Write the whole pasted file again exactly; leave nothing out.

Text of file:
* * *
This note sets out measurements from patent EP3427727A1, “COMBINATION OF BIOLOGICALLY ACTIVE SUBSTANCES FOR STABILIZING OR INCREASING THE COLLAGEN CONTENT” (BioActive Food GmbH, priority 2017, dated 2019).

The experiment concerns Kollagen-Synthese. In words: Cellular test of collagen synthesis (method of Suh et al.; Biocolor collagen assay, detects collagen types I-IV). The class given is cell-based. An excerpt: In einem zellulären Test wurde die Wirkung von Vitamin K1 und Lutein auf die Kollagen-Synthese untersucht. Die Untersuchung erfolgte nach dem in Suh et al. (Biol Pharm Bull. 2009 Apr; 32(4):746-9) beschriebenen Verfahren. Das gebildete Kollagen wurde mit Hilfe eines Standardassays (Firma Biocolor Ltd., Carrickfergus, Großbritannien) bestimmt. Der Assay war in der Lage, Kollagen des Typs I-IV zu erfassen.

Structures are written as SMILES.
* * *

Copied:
This note sets out measurements from patent EP3427727A1, “COMBINATION OF BIOLOGICALLY ACTIVE SUBSTANCES FOR STABILIZING OR INCREASING THE COLLAGEN CONTENT” (BioActive Food GmbH, priority 2017, dated 2019).

The experiment concerns Kollagen-Synthese. In words: Cellular test of collagen synthesis (method of Suh et al.; Biocolor collagen assay, detects collagen types I-IV). The class given is cell-based. An excerpt: In einem zellulären Test wurde die Wirkung von Vitamin K1 und Lutein auf die Kollagen-Synthese untersucht. Die Untersuchung erfolgte nach dem in Suh et al. (Biol Pharm Bull. 2009 Apr; 32(4):746-9) beschriebenen Verfahren. Das gebildete Kollagen wurde mit Hilfe eines Standardassays (Firma Biocolor Ltd., Carrickfergus, Großbritannien) bestimmt. Der Assay war in der Lage, Kollagen des Typs I-IV zu erfassen.

Structures are written as SMILES.